Last Painting before Leaving Paris
hard it is to leave this city. I always feel that I have left so much
undiscovered. I want to sketch it all, to paint it all, to have every
beautiful scene etched into my mind.
I wanted to paint on the bridge looking at the back of Notre with
just a peak of the Eiffel tower in the distance. To stand on the bridge
where Albert Marquet painted humbles me. He was my favorite post impressionist
painter. There is such an incredible amount of detail to try to capture
from this view. What I really admire about was his ability to simplify
and feature the large shapes and the dramatic sweep of the Seine River
as it forks and goes on both sides of Notre Dame. I have a tendency
to want to put in each detail.
I took my cart with my acrylic paints and a canvas and walked the
distance around 9:00 on Saturday morning. The vendors were opening
their stalls along the river and the morning was brisk, but sunny.
Walking to my spot would be about a 10 block walk, but I thought that
when I finished painting I would cross over from the Isle St.Louis
to the right bank and stop at the George Pompidou Museum. I knew that
I could check my carte there and visit the exhibit. Then, I thought
that I could find a taxi to take me back at the end of the day.
Standing on the bridge with a breeze starting felt so wonderful. .Somehow
I had forgotten my pencil and would have to draw with the permanent
ink pen I had in my pack. As it turned out that was a blessing, as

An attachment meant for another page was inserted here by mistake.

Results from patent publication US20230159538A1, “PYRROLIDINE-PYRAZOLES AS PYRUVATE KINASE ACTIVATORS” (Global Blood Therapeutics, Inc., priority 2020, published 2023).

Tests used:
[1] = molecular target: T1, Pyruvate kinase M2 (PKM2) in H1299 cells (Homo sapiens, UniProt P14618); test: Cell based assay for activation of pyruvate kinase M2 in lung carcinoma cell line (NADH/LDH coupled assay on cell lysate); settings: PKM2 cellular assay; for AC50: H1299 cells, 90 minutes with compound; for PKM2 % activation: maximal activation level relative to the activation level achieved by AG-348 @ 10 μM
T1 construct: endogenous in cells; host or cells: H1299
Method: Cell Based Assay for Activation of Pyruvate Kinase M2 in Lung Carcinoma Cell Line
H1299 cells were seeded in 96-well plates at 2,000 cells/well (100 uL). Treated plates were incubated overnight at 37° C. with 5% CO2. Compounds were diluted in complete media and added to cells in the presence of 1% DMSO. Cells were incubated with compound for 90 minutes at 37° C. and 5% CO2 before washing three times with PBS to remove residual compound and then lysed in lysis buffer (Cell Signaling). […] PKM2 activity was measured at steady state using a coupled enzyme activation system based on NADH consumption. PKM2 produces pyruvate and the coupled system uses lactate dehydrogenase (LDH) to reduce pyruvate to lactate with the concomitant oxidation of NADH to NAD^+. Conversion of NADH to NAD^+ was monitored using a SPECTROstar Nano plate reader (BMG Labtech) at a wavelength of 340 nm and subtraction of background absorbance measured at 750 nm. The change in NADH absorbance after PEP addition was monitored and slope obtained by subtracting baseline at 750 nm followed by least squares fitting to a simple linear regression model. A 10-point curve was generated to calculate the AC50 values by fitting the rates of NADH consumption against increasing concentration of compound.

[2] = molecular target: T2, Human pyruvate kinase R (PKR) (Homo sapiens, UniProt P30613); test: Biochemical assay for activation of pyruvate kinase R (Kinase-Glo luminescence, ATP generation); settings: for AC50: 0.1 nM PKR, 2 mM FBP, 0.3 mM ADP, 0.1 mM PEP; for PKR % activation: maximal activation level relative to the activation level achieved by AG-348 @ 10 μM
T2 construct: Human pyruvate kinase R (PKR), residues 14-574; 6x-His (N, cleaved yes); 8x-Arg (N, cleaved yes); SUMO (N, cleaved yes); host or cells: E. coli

I could easily put in some of the detail and the filigree on the flying
buttresses of Notre Dame, and even suggest some of the iron on the
Eiffel tower. I love painting on big canvases. I felt hampered with
this small canvas, but I knew that I was brave to even attempt to
paint in acrylics with the crowds of tourists and the curious who
would eventually find me. I work quickly, but 2 hours would not be
enough to include all that I wanted and now the breeze was becoming
wind. A canvas can quickly become a sail. Standing over a river with
a potential sail could obviously be an event waiting for disaster.
So I packed my cart and walked along the Isle St. Louis, enjoying
the shops. I felt like I looked very bohemian, but I probably just
looked like a windblown bag lady. At the end of Isle St.Louis I found
a wonderful café that had a sheltered glass wind break. I enjoyed
a hot café au lait and rested a bit. The cart seemed heavier
than I remembered and the cobble stones were a handicap. I decided
to save the museum for another time and I went to a taxi stand. I
have now learned that finding a taxi on a Saturday afternoon is almost
impossible. I finally gave up and walked across the bridge at the
front of Notre Dame.
I was so happy that I had walked. The area on the bridge was blocked
off and young men on roller blades were showing off their incredible
skills. An according player was swaying to his own music and the opposite
side of the bench where I sat was occupied by a charming young lady
from Denmark who was having her caricature drawn. The three of us,
the artist, the young lady and I had a great conversation about the
beauty of the day, her fashion internship and his business as an artist.
When I left them, I found my way back to my street, Rue de l‘Ancienne-
Comedie, alive with shoppers, diners, walkers, and strollers, and
I was happy to become one of them. I was so glad that I had not found
a Saturday afternoon taxi.
My Art Has Meant to Me
to leave Paris is a difficult activity for me. When I was in high
school, I desperately wanted to attend the Sorbonne. I fell in love
with the impressionists painters and that was my dream. Ever since
I was a young child I loved to draw. I learned to look carefully and
draw details especially of a large peppertree and palm trees and the
foliage and fauna that surrounded our California home.
was told by school counselors that art was not a suitable profession
for a young woman who had to earn a living. I knew that our economic
situation would not allow me to afford going to the Sorbonne, but